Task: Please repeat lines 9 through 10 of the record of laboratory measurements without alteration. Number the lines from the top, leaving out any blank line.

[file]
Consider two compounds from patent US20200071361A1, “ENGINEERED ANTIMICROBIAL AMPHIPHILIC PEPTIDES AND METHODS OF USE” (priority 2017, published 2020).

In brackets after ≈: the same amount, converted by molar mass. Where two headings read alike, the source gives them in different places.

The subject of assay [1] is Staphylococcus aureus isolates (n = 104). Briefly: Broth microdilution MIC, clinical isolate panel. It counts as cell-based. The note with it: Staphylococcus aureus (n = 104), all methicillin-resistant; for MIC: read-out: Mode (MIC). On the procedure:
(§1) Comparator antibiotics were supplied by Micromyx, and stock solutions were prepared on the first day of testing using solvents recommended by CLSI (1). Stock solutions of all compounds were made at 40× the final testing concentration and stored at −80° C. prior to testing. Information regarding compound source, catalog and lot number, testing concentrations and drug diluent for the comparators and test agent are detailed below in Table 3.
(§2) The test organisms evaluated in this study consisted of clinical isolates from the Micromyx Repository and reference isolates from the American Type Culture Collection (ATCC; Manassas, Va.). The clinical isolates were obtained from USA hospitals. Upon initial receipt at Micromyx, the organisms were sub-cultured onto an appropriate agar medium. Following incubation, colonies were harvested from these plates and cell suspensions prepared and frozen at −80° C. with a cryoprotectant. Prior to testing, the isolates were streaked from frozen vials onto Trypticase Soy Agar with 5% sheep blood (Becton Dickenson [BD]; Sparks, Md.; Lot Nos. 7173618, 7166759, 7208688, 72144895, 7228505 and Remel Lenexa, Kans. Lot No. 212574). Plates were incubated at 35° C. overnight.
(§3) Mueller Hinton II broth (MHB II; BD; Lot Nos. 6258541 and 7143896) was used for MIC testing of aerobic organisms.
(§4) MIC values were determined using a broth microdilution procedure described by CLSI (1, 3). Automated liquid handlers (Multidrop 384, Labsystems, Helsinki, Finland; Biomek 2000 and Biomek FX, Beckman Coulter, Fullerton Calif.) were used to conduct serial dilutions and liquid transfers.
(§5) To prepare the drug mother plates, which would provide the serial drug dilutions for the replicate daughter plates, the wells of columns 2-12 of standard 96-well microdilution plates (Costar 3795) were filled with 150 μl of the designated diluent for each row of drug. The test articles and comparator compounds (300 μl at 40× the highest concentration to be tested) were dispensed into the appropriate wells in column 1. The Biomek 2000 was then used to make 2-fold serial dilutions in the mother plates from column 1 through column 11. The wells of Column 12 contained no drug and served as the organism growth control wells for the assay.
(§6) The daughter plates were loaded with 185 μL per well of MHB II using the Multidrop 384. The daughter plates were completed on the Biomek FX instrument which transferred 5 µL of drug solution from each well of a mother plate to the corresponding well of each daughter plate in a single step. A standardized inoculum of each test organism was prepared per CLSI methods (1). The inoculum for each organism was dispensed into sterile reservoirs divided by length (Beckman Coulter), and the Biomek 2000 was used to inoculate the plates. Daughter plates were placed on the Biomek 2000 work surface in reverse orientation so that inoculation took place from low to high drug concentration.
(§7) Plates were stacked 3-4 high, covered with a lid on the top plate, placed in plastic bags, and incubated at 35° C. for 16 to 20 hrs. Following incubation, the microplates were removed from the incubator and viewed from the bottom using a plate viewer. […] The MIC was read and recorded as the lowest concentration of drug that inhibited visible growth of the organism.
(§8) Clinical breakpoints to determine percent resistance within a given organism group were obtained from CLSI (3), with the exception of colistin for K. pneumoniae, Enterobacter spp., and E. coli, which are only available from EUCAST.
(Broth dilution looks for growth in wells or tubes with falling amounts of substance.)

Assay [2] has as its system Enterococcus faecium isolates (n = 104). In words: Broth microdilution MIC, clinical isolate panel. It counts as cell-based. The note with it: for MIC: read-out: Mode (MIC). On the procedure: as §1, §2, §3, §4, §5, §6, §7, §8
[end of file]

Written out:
(§6) The daughter plates were loaded with 185 μL per well of MHB II using the Multidrop 384. The daughter plates were completed on the Biomek FX instrument which transferred 5 µL of drug solution from each well of a mother plate to the corresponding well of each daughter plate in a single step. A standardized inoculum of each test organism was prepared per CLSI methods (1). The inoculum for each organism was dispensed into sterile reservoirs divided by length (Beckman Coulter), and the Biomek 2000 was used to inoculate the plates. Daughter plates were placed on the Biomek 2000 work surface in reverse orientation so that inoculation took place from low to high drug concentration.
(§7) Plates were stacked 3-4 high, covered with a lid on the top plate, placed in plastic bags, and incubated at 35° C. for 16 to 20 hrs. Following incubation, the microplates were removed from the incubator and viewed from the bottom using a plate viewer. […] The MIC was read and recorded as the lowest concentration of drug that inhibited visible growth of the organism.